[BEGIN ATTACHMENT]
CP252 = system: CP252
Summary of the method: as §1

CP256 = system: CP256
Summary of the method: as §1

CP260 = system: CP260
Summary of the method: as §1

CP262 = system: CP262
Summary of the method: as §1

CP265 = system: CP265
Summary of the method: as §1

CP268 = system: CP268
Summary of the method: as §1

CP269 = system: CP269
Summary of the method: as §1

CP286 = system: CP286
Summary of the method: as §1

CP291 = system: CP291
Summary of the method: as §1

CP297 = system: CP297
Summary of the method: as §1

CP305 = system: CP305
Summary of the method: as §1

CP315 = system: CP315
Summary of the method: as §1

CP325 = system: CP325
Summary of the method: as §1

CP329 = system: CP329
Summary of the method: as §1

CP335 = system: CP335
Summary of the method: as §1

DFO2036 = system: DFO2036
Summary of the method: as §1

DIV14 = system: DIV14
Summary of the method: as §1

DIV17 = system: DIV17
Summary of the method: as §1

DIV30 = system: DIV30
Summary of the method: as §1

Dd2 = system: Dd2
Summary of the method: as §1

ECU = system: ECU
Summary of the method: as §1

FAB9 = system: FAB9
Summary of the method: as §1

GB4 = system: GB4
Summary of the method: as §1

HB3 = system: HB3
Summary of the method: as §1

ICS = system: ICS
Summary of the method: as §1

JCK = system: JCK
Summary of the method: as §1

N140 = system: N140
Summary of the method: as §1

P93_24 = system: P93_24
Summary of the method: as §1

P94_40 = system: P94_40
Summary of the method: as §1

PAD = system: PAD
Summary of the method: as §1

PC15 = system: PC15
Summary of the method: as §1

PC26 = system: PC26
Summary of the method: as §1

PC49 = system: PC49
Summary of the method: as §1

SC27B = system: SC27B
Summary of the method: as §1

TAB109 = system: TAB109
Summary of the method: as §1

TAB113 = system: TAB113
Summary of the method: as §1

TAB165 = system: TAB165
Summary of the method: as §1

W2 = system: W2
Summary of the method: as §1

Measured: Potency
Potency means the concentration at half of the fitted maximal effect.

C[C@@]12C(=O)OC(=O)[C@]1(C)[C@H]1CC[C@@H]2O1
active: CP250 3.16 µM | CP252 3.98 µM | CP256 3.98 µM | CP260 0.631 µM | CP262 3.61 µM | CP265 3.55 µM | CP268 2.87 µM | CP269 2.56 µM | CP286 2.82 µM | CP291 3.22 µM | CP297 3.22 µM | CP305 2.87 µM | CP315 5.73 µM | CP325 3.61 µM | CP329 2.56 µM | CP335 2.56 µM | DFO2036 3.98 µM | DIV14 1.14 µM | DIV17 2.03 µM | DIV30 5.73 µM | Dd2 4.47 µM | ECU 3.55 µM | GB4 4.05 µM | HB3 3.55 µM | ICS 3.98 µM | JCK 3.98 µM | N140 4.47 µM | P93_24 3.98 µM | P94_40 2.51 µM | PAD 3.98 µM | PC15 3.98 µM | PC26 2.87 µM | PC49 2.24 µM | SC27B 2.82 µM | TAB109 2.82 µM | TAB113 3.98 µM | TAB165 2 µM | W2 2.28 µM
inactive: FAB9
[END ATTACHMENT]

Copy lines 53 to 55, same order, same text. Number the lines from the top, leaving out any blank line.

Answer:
N140 = system: N140
Summary of the method: as §1

P93_24 = system: P93_24